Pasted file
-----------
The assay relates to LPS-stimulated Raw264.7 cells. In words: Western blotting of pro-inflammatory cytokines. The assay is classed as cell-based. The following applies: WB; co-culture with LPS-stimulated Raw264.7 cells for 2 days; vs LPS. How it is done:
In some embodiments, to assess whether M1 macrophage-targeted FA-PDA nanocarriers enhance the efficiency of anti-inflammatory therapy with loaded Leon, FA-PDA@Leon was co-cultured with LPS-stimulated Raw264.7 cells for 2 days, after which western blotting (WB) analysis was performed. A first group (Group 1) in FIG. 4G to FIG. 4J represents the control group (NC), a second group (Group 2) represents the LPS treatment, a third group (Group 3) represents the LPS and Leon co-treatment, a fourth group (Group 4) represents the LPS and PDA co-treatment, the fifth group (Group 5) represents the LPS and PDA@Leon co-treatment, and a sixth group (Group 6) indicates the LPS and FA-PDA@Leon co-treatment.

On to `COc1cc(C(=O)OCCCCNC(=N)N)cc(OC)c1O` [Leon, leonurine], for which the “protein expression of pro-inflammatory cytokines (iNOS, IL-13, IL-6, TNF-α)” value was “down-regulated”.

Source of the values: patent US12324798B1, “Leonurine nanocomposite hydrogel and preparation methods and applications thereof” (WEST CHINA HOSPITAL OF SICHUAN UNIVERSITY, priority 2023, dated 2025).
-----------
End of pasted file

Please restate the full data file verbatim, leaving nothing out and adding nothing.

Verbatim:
The assay relates to LPS-stimulated Raw264.7 cells. In words: Western blotting of pro-inflammatory cytokines. The assay is classed as cell-based. The following applies: WB; co-culture with LPS-stimulated Raw264.7 cells for 2 days; vs LPS. How it is done:
In some embodiments, to assess whether M1 macrophage-targeted FA-PDA nanocarriers enhance the efficiency of anti-inflammatory therapy with loaded Leon, FA-PDA@Leon was co-cultured with LPS-stimulated Raw264.7 cells for 2 days, after which western blotting (WB) analysis was performed. A first group (Group 1) in FIG. 4G to FIG. 4J represents the control group (NC), a second group (Group 2) represents the LPS treatment, a third group (Group 3) represents the LPS and Leon co-treatment, a fourth group (Group 4) represents the LPS and PDA co-treatment, the fifth group (Group 5) represents the LPS and PDA@Leon co-treatment, and a sixth group (Group 6) indicates the LPS and FA-PDA@Leon co-treatment.

On to `COc1cc(C(=O)OCCCCNC(=N)N)cc(OC)c1O` [Leon, leonurine], for which the “protein expression of pro-inflammatory cytokines (iNOS, IL-13, IL-6, TNF-α)” value was “down-regulated”.

Source of the values: patent US12324798B1, “Leonurine nanocomposite hydrogel and preparation methods and applications thereof” (WEST CHINA HOSPITAL OF SICHUAN UNIVERSITY, priority 2023, dated 2025).